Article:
Avoid These 5 Things When You and Your Teen are on College Tours

When my son, now a rising college senior was in high school, I got banned from his college tours. My oohing, ahhing and opinionated commentary during our first tour led to his request to visit schools alone with his dad. I was somewhat relieved as the prospect of my firstborn leaving the nest was weighing heavily on my mind. I pretended to be offended, yet accommodating, and happily retreated to a blissful state of denial.

But then came the one tour that his dad and I had to divide and conquer. Because it was close to home, we decided that I would accompany the young scholar to the information session, and his dad would join us for the campus tour. We navigated our way through the city, pulling into the nearest underground garage and miraculously found a spot.

The unusually crisp summer day felt more like fall and I couldn’t help but comment on the gorgeous baskets of annuals as we walked towards the visitor’s center. “Here we go,” my son remarked. “We’re not even one block from the garage and you’re already judging.”

5 things to avoid on college tours
Suzanne Tucker/ Shutterstock

Seething, I kept my mouth shut until we entered the former Masonic Temple that now housed Alumni Hall and our imminent information session, and I when I complimented the architectural glory, my boy said, “You’re already pressuring me to apply.”

I warned him that if he didn’t cut the crap, I would leave. That didn’t go over very well and seconds after taking my seat I announced that I was, in fact, leaving. And just like that I left my prospective student in the city and drove home to the safety of the suburbs. In full disclosure, I cried the entire way home.

Although he came home apologetic and raved about the school he expected to hate, we both learned a lesson that day. I may not have been that overbearing on that particular morning, but my inability to keep my opinions to myself in all prior discussions resulted in this argument, which was totally avoidable. Where to attend college was not my decision, and not letting him embark on his own journey got me banned even from the sidelines.

So when my daughter began her college search, I employed the lessons I learned the hard way, and here’s my advice:

5 Things to Remember about College Tours

1. Ask your teen to make a list. Don’t do it for him. Your prospective college student is capable of doing research and compiling a list of potential schools. Setting expectations early on in terms of your tuition limits and distance from home is a must, but other than that, it’s hands off.

The teen who’s been threatening for three years to attend college on the opposite coast may want to stay closer to the nest after an actual college visit. Conversely, the teen you thought would never leave your basement may be ready to fly farther than you imagined. A pro/con list and notes are helpful as you move forward in the process.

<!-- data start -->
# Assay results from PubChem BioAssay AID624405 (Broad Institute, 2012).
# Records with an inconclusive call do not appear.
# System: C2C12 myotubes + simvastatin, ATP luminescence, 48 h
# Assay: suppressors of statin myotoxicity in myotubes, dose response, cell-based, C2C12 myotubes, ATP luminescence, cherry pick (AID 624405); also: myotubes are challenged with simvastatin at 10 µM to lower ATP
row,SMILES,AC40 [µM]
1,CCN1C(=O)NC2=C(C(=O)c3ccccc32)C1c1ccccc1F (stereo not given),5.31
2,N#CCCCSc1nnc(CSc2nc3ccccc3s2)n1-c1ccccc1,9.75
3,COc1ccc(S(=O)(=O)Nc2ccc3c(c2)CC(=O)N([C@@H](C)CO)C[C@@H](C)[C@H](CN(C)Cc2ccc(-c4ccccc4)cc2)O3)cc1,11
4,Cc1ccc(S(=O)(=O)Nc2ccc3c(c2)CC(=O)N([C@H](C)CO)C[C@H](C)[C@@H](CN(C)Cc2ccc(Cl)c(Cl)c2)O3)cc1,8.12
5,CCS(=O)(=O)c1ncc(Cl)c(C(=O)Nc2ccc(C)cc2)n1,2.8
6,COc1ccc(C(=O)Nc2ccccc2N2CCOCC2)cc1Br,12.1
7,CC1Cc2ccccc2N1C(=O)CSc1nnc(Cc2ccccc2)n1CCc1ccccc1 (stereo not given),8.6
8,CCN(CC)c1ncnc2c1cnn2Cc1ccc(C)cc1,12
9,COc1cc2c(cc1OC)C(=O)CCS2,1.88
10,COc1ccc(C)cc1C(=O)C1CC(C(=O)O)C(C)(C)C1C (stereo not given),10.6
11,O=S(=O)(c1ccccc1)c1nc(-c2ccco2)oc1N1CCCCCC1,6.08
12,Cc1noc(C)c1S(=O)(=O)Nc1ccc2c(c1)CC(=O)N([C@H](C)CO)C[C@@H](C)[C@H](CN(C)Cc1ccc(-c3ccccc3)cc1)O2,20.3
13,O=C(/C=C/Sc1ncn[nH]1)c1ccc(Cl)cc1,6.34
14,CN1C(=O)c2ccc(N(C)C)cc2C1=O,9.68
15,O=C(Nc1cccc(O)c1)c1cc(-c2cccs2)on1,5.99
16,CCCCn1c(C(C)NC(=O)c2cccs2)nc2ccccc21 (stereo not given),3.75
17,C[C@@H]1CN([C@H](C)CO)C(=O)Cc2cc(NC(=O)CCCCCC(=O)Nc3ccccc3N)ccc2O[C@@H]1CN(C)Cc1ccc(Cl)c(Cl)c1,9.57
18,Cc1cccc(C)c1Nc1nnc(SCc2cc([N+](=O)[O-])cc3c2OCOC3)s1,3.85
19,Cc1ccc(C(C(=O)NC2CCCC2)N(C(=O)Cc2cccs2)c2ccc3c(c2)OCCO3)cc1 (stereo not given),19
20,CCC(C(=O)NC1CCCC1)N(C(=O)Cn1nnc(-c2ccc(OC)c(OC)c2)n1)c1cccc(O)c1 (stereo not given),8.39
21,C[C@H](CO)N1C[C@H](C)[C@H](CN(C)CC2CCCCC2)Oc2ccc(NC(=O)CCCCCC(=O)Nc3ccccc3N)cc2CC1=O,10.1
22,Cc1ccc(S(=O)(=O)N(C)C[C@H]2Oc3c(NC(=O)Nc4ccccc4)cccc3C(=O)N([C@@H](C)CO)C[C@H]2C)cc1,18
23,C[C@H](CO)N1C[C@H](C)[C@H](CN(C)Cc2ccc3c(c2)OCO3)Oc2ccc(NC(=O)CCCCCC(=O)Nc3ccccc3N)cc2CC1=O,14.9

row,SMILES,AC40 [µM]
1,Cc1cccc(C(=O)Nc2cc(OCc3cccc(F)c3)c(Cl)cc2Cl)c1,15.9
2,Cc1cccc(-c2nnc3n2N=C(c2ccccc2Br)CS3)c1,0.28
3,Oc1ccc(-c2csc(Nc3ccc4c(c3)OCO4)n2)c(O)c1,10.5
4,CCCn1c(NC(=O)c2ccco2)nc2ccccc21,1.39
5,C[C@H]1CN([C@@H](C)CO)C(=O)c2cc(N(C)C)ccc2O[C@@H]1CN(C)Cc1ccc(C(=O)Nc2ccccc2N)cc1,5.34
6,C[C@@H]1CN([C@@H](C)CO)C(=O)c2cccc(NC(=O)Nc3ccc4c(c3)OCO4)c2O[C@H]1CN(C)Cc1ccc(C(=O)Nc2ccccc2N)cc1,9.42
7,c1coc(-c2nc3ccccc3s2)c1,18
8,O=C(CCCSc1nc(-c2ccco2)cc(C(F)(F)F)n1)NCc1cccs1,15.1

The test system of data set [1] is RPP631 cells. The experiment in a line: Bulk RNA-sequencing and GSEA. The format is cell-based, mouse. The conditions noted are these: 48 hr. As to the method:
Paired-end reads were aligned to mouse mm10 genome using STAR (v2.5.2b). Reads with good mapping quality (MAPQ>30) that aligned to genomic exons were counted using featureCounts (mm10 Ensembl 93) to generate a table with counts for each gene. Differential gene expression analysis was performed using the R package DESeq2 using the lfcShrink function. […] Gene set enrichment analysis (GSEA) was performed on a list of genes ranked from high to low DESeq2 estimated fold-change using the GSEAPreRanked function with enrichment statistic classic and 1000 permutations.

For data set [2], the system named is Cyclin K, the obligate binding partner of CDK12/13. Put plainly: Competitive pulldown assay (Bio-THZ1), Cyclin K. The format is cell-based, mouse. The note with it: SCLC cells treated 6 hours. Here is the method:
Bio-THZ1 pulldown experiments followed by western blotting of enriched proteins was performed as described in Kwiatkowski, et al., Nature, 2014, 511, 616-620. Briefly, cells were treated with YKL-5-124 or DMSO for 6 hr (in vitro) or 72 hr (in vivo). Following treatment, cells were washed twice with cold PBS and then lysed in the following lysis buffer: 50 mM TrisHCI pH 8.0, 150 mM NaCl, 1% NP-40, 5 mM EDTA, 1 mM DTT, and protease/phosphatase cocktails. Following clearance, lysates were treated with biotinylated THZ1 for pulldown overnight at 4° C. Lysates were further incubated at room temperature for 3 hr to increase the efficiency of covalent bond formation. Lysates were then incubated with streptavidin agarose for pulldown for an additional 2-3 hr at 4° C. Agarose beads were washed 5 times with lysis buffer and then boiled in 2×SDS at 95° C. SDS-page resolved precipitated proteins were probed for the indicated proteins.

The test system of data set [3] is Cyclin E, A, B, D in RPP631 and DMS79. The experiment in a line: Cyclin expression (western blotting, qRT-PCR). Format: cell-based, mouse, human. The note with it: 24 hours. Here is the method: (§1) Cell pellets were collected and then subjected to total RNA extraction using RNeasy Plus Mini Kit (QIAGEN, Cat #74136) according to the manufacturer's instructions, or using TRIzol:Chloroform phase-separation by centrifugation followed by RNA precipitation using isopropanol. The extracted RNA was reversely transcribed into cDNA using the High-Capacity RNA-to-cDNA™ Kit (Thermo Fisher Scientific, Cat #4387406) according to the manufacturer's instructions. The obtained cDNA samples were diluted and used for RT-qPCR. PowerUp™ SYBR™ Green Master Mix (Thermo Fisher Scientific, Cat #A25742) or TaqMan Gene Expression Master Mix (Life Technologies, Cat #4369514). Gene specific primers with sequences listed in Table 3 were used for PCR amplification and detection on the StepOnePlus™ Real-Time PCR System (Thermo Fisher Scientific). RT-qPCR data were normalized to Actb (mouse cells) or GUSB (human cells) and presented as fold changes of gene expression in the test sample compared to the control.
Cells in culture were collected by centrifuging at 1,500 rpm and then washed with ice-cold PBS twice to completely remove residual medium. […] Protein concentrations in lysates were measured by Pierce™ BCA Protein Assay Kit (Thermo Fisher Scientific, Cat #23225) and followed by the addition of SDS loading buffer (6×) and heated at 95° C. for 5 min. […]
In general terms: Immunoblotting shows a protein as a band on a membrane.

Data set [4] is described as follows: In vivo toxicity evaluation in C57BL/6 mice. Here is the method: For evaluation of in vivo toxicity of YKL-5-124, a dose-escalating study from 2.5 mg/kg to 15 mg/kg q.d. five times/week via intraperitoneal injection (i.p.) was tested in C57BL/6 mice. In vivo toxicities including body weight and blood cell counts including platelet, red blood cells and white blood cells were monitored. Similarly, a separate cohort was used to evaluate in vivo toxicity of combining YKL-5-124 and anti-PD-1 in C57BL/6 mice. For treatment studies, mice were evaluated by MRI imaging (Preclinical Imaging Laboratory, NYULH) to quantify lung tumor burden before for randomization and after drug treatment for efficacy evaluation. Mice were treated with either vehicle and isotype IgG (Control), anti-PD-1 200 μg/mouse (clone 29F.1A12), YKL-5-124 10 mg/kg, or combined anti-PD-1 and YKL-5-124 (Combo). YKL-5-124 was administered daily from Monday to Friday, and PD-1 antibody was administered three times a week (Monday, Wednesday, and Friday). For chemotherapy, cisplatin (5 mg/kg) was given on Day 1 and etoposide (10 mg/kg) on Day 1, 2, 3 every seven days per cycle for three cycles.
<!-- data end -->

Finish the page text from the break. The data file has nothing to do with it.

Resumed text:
2. Don’t make it all about the colleges, add some fun. If traveling outside your geographical area, explore the area around campus. Restaurant reservations, museum visits or a drive through the surrounding area, contribute not only to getting to know the school’s location, but also make for a fun, touristy weekend.

For several of our college tours, my sister and niece joined my daughter and me for an eventful few days away, which we have now promised to make a tradition. At another recent visit, my husband and I made a reservation at a restaurant we had read about and wanted to try. The opportunity to visit friends may also present itself; positive experiences make for less stressful tours.

3. Hold your tongue. On my son’s first college tour, I seemed to adopt the Department of Homeland Security’s mantra, “if you see something, say something,” which in retrospect, was a disastrous approach. Reasonable and thought-provoking prompts such as, “Can you see yourself here for four years?” make sense. On the other hand, “OMG. This is would be my first choice if I were applying,” is not helpful chatter.

4. Respect your child’s space. During the Q&A session on a recent tour, one mother raised her hand and asked the tour guide, “If my Brandon needs extra help, where would he go for tutoring?” Fair question; however, her Brandon turned beet red and just about fainted. Not cool. While we’re on that topic, encourage your child to ask questions and be engaged in the tour and information session. If your teen is just not comfortable and is okay with you stepping in, perhaps refrain from using “MY Susie,” and just ask your question.

5. Don’t react to everything your teen says. Your teen is just trying to figure this out and sometimes thinks out loud. You may be surprised at some of the commentary, and most of it may not merit an immediate response. This is a volatile time for both parents and teens trying to adjust to leaving home, empty nesting or parenting-minus-one. Be gentle with one another and remember that timing is everything: A discussion at the wrong time can turn into an accusatory shouting match, while the same concepts go over smoothly when everyone is engaged and ready to listen.

The search for the right college is a first major life decision for most teens and takes its toll on parents as well. While this is a stressful time, it is also exciting and full of promise. Senior year is bound to fly by and a few tears are inevitable along the way, but taking the journey together makes for unforgettable memories.

Related:

College Tour: Why Parents Should Be Seen And Not Heard

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